Great brands are built over the long haul, yet the macroeconomic cycle forces brand managers to continually re-adjust their strategy to changing short-term market conditions.
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In the current environment, for example, managers must prepare for a possible recessionary climate that brings a very different set of challenges than those confronted during periods of expansion.
How can managers use the tools at their disposal to ensure continuous growth of equity despite these fluctuations?
A new research paper co-authored by Tarun Kushwaha, professor of marketing at George Mason University School of Business, plumbs 17 years of U.K. data on hundreds of CPG brands to formulate a model that connects brand success in good and bad economic times to six strategic factors—price positioning (budget vs. high-end), advertising spending, brand architecture (presence in one vs. multiple product categories), market position (leader vs. follower), product line length (i.e. assortment) and distribution breadth.
Kushwaha's co-authors were Koushyar Rajavi of Georgia Institute of Technology and Jan-Benedict E.M. Steenkamp of University of North Carolina—Chapel Hill.
For each product in their data-set, the researchers first estimated SBBE (sales-based brand equity), a construct attributing sales variance to the effectiveness of brands in the marketplace.
They then drew statistical correlations between brand-level changes in SBBE and the six factors listed above, as well as macroeconomic growth and contraction over the observation period (January 1994–December 2010).
As they suspected, the mix of attributes associated with higher sales performance shifted with the macroeconomic climate. In bad times, brands with an umbrella architecture, dominant market position, and higher ad spend prevailed on the whole.
"These attributes permit brands to signal their higher quality and evoke confidence in consumers during economically uncertain times," Kushwaha explains.
However, the effects were somewhat modest.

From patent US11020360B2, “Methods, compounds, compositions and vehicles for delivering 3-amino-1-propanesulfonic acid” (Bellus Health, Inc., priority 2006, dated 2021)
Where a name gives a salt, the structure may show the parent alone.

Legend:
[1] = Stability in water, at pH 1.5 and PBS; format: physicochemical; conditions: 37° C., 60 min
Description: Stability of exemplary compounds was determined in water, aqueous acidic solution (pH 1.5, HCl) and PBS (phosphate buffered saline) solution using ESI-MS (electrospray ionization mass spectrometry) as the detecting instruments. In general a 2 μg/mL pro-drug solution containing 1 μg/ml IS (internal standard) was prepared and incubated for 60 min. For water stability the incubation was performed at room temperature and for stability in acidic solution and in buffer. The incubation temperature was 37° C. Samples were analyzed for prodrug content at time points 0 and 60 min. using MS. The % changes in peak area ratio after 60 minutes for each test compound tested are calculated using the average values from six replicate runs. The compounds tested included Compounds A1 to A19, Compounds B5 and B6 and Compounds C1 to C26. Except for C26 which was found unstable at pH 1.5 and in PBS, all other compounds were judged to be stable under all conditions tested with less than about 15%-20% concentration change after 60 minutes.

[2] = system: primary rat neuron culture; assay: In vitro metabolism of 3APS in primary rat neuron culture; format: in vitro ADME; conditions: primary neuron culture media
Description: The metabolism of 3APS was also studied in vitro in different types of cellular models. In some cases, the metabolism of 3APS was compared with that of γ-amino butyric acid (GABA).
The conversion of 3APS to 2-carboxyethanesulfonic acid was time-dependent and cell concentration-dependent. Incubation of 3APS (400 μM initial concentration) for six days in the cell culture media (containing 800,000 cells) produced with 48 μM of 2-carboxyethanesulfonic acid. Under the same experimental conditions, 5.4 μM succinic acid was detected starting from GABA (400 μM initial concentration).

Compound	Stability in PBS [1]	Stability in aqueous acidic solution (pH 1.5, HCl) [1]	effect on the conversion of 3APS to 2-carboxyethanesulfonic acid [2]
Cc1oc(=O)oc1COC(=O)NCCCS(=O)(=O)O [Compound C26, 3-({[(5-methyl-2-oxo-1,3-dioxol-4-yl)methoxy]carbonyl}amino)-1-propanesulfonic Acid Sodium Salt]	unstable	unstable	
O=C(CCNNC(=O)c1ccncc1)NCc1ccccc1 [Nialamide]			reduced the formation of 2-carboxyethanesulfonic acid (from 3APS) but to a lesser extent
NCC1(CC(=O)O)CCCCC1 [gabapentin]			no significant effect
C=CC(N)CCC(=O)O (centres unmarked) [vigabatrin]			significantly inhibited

During economic expansions, the positive impact of umbrella brand structure and advertising expenditure disappeared, and premium pricing emerged as a brand-equity asset.
"Premium brands are associated with higher product quality and lower purchase risk, and when the disposable incomes are higher, consumers are willing to splurge on premium offerings," Kushwaha says.
In contrast to the middling or mild effects above, three of the six factors provided a strong boost to brand equity that was not as contingent upon economic conditions.
High product assortment was neutral in bad times—because its positives and negatives were seen to cancel each other out—but supplied a significant lift during expansions.
When consumers are flush with cash, the researchers reasoned, they are more apt to be adventurous and try a new product marketed to their individual needs. But in times of belt-tightening, consumers' unfamiliarity counterbalances their curiosity about niche products.
Regardless of the economic climate, broadly distributed brands had a sizeable advantage in equity over less widely available ones.
Distribution, after all, influences the relative visibility of a brand, which in turn affects consumer perceptions.
Brands with a ubiquitous presence are generally seen as higher-quality. They are also in greater supply across the marketplace, which makes them more amenable to discounted pricing and other recession-friendly marketing maneuvers.
These findings add depth and granularity to the marketing maxim, "In good times and bad times, strong brands win."
While wide product assortment and broad distribution are positive indicators of brand strength, other indicators (advertising spend and premium pricing, for example) were less unconditionally effective. Managers of strong brands should be aware that not every advantage available to them can be equally leveraged to further bolster the brand.
As expected, leading brands were able to build brand equity regardless of the economy.
But this is a less surprising and useful insight, as markets, not managers, choose their leaders.
There are, however, steps managers can take to promote the growth of brand equity over the long haul.
The researchers recommend, firstly, that brand managers place more emphasis on expanding distribution.
Narrowly distributed brands should either rethink their strategy or increase efforts to overcome whatever barriers to wider distribution they may be confronting.
Second, managers should discard the conventional wisdom advising R&D cutbacks during recessions.
Since bigger brand families fare much better than average during expansions, and no worse during recessions, a good strategy for bad economic times might be to focus on product development so as to capitalize fully when the cycle comes back around to prosperity.
"Macroeconomic cycles are unfortunate, but a much needed, aspect of our capitalistic economic system. They help keep the system efficient by cutting the unnecessary excesses. Along the same idea, our study highlights that brand managers can ride the expansionary waves and buffer their brands from the recessionary cycles to enhance and protect their most important asset, their brands' equity," Kushwaha says.
The paper is published in the Journal of Marketing. ■